Asked about art lessons, Jerry replies that they never provided formal art lessons or critiqued their work when Brian and his siblings were children. Both he and Gloria assert, and Brian concurs, that what they offered was mainly encouragement. Gloria notes that some of the children’s early paintings still hang —
framed — in the kitchen.

It seems that all of the Pinkneys are involved in some sort of creative enterprise. In addition to Brian, Jerry and Gloria’s other three children — Troy, Scott, and Myles — are involved variously in art therapy, design, and photography. In fact, Myles’s photographs will illustrate Patricia McKissack’s forthcoming “Meet the Author” autobiography (Richard C. Owen). And Jerry and Gloria’s six grandchildren also all write, sing, paint, dance, and draw, making them the third generation in what Gloria calls “the Pinkney tradition.”

Brian is Jerry and Gloria’s second child. Not only is he an illustrator, but he also is a drummer and an aficionado of tae kwan do, a Korean martial arts form. His parents remember him as being creative from the very beginning. Brian himself recalls finding, when he was in second or third grade, a library book that told how to make figures out of pipe cleaners. He started working with pipe cleaners and eventually took the concept in his own direction, creating superheroes, cowboys, and space ships from colored wire, then taking them apart to make something new. He came to prefer his handmade original toys to store-bought ones.

Brian explored other media as well. His mother recently gave him a horse that he had sewn together when he was a child. But Brian says that he always wanted to be like his father. For his tenth birthday, he was given a miniature drafting table and paints like the ones Jerry used, and his mother set up his first studio, a converted walk-in closet.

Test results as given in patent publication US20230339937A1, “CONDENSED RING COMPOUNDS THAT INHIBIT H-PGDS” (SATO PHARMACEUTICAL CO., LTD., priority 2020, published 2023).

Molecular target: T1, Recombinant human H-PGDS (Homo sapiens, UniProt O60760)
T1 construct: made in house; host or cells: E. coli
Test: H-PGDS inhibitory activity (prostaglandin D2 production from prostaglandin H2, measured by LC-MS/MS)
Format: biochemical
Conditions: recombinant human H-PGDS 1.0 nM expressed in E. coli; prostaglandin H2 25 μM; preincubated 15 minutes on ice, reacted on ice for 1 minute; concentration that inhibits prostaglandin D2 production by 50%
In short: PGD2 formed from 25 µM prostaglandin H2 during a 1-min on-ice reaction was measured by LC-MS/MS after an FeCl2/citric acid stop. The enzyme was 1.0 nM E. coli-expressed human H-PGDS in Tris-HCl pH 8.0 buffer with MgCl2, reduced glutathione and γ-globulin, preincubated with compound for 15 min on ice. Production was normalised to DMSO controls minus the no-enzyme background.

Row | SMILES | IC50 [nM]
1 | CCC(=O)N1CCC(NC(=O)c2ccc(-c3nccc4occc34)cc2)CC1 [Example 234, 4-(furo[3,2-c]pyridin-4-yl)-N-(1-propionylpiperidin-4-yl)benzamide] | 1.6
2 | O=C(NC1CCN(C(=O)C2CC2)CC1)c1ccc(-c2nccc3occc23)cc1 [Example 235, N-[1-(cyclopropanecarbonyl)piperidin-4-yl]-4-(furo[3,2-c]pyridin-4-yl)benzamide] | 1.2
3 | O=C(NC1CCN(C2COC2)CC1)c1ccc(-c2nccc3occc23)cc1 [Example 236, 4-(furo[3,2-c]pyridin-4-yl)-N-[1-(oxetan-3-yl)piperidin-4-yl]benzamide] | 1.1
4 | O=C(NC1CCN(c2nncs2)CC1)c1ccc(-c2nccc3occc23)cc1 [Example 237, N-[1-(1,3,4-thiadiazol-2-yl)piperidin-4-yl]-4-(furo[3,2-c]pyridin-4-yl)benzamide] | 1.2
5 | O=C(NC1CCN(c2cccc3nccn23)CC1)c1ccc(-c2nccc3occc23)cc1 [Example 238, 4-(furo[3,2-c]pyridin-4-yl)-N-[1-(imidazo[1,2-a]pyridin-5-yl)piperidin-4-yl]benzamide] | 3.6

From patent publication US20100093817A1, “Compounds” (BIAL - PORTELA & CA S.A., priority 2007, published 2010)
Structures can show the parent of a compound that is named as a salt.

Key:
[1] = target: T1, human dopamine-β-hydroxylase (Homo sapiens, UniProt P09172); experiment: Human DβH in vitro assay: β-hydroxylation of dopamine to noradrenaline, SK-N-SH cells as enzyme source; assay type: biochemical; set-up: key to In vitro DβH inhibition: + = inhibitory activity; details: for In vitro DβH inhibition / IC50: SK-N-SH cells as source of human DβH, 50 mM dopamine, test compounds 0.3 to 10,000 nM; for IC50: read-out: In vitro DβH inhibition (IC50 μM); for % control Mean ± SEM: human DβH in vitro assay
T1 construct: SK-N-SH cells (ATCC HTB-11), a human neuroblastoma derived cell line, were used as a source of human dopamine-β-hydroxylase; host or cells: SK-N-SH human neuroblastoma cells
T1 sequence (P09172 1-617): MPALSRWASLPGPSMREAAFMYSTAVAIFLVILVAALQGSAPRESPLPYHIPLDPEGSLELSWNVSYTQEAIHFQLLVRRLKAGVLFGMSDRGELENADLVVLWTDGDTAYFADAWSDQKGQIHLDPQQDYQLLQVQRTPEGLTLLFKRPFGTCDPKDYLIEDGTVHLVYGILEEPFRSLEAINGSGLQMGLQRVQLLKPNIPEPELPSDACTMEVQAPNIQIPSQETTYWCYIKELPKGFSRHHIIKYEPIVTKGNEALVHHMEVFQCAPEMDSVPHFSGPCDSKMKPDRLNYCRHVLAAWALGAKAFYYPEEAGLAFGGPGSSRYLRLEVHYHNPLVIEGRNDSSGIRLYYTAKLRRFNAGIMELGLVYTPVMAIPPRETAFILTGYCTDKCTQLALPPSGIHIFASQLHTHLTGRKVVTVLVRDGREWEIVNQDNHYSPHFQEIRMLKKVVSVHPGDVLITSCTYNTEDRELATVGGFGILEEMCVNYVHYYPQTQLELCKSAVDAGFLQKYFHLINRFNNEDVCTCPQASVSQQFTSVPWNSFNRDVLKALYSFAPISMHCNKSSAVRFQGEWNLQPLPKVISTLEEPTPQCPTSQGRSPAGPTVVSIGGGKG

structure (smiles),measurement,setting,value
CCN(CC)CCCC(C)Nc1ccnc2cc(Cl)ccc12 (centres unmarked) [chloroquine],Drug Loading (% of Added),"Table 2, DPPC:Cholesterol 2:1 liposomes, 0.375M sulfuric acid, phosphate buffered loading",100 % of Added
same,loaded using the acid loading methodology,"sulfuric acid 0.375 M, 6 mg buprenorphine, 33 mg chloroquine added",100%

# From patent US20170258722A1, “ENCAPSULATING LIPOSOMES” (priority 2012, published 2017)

Brian continues to follow his own direction, however. His first picture book was illustrated, like his father’s work, in watercolors, but by the time he came to his second picture book, he had found his own medium, scratchboard, a technique in which the picture is scratched through an inked surface. In many of Brian’s works, oil paints are then added. Jerry admires Brian’s ability to deal with the pressures of working in the same field as a successful father. He sees Brian as “an incredibly courageous young man, able to handle the opening of the door, and the responsibility once the door was opened. Where I find him most courageous is what he has done with his own space. Changing from watercolor to scratchboard to oil; using what I was able to provide, then finding his own space.”

Andrea Davis Pinkney, Brian’s wife, is a children’s book editor for Simon and Schuster and the author of three picture books — Alvin Ailey (Hyperion), Seven Candles for Kwanzaa (Dial), and Dear Benjamin Banneker (Harcourt), all illustrated by Brian — and Hold Fast to Dreams (Morrow), a novel based on her own experiences when her family moved from the Washington, D.C., area to the mostly white town of Wilton, Connecticut.

Andrea, a former editor for Essence magazine, says that she cannot remember not writing. She grew up in a family that appreciated the performing arts and took her and her siblings, sometimes in spite of their complaints, to see the Alvin Ailey Dance Company and the ballet — her mother insisting, in typical maternal fashion, “One day you’ll thank me for this.” No wonder, then, that Andrea, aspiring to be a dancer, entered Syracuse University in the School of Visual and Performing Arts. However, since writing was her first love, she transferred to the School of Journalism. After graduation, Andrea went off to New York City, where she met Brian; they were married in 1991. Her in-laws are delighted to welcome her to the family and to the Pinkney tradition.